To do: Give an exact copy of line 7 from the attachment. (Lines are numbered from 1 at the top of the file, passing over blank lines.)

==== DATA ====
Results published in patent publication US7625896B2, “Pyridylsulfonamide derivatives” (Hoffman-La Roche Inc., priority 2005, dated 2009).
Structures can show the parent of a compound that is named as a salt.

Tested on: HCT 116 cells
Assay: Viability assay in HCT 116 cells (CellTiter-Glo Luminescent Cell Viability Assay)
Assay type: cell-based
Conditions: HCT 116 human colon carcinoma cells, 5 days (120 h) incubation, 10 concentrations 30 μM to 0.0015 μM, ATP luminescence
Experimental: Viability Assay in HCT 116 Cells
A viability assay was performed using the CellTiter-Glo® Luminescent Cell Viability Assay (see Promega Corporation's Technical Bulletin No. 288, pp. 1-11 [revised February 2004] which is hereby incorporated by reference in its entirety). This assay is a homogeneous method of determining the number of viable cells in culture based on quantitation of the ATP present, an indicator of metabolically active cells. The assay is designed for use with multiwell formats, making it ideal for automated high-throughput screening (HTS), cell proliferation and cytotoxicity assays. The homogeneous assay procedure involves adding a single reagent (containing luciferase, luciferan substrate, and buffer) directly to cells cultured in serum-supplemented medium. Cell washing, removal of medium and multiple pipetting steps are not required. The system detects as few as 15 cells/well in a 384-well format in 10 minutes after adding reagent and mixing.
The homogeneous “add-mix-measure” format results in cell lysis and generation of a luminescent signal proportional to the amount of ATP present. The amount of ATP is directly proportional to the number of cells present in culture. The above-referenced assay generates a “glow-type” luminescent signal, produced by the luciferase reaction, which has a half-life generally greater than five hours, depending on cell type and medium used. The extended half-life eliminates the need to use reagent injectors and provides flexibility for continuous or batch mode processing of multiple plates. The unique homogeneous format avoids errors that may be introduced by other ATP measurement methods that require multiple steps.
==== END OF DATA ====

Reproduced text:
Experimental: Viability Assay in HCT 116 Cells